Lassiter first visited the UMO Wilmington location in 2004.
“I must admit I was intimidated, fearful, and doubted that I was smart enough for college,” she said. “I left my scheduled appointment that day, with my green UMO folder full of information, with a belief and sadness that I did not think I could do it.”
In 2008, Lassiter began to realize that if she wanted an education, she needed to go after it with confidence.
“My employer had an education assistance program,” Lassiter shared. “My boss and my friends encouraged me to go back to school, but I hesitated once again.”
As the years past, Lassiter continued to hear the radio ads and see the billboards about UMO’s one-night-a-week, non-traditional, program for working adults. Then one day she read a poem by Marianne Williamson called Our Deepest Fear.
“It begins with these words,” she recalled “‘…Our deepest fear is not that we are inadequate. Our deepest fear is that we are powerful beyond measure. It is our light, not our darkness that most frightens us…’ That poem awakened the drive within my inner self to obtain an education.”
Lassiter made another appointment with UMO. This time she was full of self-confidence; not because she thought she was smarter than before, but because she knew she had to follow her dreams.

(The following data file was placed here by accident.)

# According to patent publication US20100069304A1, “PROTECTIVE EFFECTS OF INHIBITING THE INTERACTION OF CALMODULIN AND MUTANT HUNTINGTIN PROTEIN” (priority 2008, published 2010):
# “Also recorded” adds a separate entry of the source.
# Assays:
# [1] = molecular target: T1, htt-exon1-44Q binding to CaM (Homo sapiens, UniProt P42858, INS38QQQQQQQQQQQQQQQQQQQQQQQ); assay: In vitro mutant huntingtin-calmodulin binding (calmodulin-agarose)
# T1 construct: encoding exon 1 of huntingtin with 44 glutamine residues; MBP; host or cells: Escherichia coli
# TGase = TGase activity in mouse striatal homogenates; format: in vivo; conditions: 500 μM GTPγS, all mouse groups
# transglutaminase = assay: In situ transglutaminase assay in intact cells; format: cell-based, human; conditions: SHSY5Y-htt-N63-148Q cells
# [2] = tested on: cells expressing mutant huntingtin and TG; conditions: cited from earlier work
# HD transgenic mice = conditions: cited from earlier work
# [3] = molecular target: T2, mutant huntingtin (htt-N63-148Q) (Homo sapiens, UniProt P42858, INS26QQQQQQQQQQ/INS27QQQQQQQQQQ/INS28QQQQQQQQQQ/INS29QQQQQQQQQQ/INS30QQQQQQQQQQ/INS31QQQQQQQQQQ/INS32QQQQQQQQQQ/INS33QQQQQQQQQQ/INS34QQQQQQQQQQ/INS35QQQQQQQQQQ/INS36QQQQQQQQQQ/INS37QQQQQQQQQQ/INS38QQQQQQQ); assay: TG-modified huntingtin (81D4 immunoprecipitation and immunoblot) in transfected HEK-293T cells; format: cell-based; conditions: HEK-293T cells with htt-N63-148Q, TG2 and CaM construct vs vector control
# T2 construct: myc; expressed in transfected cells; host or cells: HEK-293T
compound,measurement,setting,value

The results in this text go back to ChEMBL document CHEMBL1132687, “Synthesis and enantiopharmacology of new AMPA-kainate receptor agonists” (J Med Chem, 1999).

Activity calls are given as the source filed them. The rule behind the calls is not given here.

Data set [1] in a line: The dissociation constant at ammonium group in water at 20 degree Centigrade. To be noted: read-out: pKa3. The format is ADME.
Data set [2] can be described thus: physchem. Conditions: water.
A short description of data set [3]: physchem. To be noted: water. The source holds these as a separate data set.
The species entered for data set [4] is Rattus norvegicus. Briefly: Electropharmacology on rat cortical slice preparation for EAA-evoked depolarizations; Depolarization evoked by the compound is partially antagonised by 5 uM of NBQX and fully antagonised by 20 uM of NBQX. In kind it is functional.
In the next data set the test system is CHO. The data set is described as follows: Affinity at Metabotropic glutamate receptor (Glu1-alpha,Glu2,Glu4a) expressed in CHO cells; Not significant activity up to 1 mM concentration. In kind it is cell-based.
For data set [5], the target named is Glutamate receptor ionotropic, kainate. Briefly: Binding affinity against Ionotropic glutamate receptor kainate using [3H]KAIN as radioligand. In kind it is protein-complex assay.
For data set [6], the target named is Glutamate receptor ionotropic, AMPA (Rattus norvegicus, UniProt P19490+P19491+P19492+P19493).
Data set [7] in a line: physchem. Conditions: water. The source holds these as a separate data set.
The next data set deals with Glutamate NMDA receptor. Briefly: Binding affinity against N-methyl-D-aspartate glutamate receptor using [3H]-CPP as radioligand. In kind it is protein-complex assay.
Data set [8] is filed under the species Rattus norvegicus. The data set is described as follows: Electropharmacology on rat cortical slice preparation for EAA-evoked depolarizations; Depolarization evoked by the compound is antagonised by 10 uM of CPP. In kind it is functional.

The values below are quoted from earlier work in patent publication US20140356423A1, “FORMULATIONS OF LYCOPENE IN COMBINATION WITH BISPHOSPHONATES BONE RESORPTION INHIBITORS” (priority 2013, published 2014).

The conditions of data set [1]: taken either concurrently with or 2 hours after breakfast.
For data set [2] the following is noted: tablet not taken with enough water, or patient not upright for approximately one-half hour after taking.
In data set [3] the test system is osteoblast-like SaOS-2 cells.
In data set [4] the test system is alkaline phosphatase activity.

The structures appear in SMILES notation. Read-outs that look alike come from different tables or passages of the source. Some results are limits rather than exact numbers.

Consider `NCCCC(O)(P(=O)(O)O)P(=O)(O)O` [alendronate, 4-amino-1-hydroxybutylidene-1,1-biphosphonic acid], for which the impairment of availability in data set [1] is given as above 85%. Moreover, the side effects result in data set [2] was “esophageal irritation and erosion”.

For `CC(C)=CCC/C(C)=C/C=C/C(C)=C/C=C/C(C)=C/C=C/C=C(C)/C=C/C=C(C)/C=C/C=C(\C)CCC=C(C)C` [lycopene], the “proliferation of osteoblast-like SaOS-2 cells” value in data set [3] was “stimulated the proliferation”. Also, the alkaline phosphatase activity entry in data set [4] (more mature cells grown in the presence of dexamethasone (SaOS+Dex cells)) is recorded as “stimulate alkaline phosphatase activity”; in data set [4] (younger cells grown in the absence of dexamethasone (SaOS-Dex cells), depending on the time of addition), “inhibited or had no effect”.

“Not going back to school meant I had denied myself and those around me an opportunity to experience a positive contribution to life,” she revealed.
In August of 2015, Lassiter enrolled at UMO Wilmington seeking her bachelor’s degree in business administration. Initially, the accelerated classes seemed overwhelming to her. However, with the help of her advisors, her professors, and her own determination, she soon fell into the web and flow of attending classes and writing papers, all while continuing her job with Buckeye Partners LP.
“The Business Management undergrad program at UMO has provided me with many opportunities to find new solutions to problems,” she said. “I would encourage new UMO non-traditional students to tough it out and hang in there. Deadlines can cause stress and sometimes your best will fall short, but in the end it will be worth every effort.”
Lassiter is set to graduate from UMO on May 5.
“I will be so excited,” she said of anticipating walking across the stage to receive her diploma, “that I hope I don’t fall down.”
Those that know her best, would say, “That sounds just like Gina, always making a joke.” They would also add, “Even if she did fall down, she would pick herself up, dust herself off, and get the job done.” That is just what you do when you are as determined as Gina Lassiter is!
The University of Mount Olive is a private institution rooted in the liberal arts tradition with defining Christian values. The University, sponsored by the Convention of Original Free Will Baptists, has locations in Mount Olive, New Bern, Wilmington, Seymour Johnson Air Force Base, Research Triangle Park, Washington, Jacksonville, and in Smithfield at Johnston Community College. For more information, visit www.umo.edu.